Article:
Pulis didn’t rock up at West Bromwich Albion for another four-and-a-half months (where he divides opinion in trademark fashion to this day), despite the tribunal “Panel” suggesting he had engineered his Palace departure to “seek more lucrative employment with another club.” But leaving Palace in an immediate pre-season lurch attracted appropriate opprobrium. And the bonus became an issue of dismal deceit. Pulis claimed he wanted to leave Palace as a direct consequence of a “heated players’ meeting” (HPM) on August 12th. This, Burton noted with a touch of suspicion, “co-incidentally took place on the very same day as the payment of the bonus.” Four days previously, Pulis had told Parish he was “committed” to Palace and “would consequently be remaining until at least 31st August.” Burton labelled this “the first fraudulent misrepresentation.”
The second “fraudulent misrepresentation” was Pulis’s claim “that he urgently needed the money early (to) buy some land for his children.” As Burton added, in cute legalese, Palace “paid the bonus to him so induced.” However, the Panel were given “forensic evidence” and “hard-edged contemporaneous documentation” which was “inexplicable if the HPM did not take place on 8th August.” This included evidence that Parish was getting his hair done on 12th August, when he was supposedly at the training ground, dealing with the HPM, and seemingly “bang-to-rights” evidence that the “bonus schedule (the HPM’s subject) was marked as agreed on the afternoon of 8th August.” This was “crucial in determining whether (Pulis) had acted dishonestly in…procuring early payment of his bonus, to which, of course, he would not have otherwise been entitled.” And once Pulis’s claim about the HPM date was dismantled, his case dissolved.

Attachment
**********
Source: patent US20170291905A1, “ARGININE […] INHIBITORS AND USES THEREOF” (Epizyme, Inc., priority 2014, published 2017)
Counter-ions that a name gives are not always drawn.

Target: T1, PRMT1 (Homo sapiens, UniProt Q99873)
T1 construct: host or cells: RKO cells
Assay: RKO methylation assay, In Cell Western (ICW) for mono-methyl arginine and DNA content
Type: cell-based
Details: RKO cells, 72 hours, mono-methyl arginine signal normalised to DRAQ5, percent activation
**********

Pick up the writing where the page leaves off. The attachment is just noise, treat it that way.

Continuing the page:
The land for Pulis juniors was a figment of Pulis senior’s imagination. And when, on August 13th, Pulis “made it clear… that he was refusing to take” the season’s opening game on August 16th, it was “a sufficiently unequivocal statement that he was not prepared to perform an obviously fundamental part of his contract as manager.” Legalese is usually varying degrees of incomprehensible to laypeople. Here, its readability made Pulis’s hopeless position entertainingly clear. A 32-page judgment is usually “short-shrift” in legal context, especially when including extensive references to the initial ruling. And its tone suggested a repeated weariness with Pulis and his lawyers’ arguments throughout.